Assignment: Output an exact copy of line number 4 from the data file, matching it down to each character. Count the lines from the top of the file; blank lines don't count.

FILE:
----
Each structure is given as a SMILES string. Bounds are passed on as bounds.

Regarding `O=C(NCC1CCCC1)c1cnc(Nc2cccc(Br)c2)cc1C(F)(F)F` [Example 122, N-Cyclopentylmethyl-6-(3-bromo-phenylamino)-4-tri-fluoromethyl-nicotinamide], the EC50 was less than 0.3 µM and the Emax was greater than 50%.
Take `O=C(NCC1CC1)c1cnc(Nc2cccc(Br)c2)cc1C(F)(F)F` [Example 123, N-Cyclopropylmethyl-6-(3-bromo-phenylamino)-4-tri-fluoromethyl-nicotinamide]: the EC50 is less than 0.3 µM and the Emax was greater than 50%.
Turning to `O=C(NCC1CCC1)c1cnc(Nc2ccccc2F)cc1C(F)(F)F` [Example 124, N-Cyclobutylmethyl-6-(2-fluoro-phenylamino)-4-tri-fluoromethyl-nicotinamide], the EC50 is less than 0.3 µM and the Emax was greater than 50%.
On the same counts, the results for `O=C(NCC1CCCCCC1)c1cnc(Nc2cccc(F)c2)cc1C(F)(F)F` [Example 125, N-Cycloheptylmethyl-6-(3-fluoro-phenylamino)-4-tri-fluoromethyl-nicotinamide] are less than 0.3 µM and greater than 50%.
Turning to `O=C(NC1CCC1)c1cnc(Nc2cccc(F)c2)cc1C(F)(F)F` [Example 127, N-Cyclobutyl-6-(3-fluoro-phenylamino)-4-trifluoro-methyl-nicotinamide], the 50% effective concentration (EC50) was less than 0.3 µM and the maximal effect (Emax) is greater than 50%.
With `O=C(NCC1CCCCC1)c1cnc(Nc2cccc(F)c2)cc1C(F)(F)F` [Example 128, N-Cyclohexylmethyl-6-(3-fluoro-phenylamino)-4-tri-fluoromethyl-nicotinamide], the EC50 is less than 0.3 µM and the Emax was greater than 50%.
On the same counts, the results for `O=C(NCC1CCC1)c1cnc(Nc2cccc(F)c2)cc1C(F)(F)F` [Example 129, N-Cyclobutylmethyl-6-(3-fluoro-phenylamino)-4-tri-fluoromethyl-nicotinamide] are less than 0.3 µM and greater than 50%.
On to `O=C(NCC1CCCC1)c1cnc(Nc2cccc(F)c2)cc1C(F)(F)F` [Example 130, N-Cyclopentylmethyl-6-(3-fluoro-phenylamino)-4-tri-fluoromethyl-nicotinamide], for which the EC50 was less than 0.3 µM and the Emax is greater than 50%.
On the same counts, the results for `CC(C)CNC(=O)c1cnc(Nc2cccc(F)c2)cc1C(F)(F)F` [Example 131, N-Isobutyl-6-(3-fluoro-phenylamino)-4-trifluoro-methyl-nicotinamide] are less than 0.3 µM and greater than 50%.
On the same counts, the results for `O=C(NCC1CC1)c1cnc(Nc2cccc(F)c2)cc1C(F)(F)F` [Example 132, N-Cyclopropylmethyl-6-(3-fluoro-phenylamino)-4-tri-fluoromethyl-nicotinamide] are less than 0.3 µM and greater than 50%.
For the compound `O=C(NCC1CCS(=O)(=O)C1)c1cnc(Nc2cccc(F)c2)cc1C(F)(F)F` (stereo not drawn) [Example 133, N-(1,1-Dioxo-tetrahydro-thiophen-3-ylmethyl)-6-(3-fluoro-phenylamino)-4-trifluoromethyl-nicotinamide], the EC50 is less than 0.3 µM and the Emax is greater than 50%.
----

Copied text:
Turning to `O=C(NCC1CCC1)c1cnc(Nc2ccccc2F)cc1C(F)(F)F` [Example 124, N-Cyclobutylmethyl-6-(2-fluoro-phenylamino)-4-tri-fluoromethyl-nicotinamide], the EC50 is less than 0.3 µM and the Emax was greater than 50%.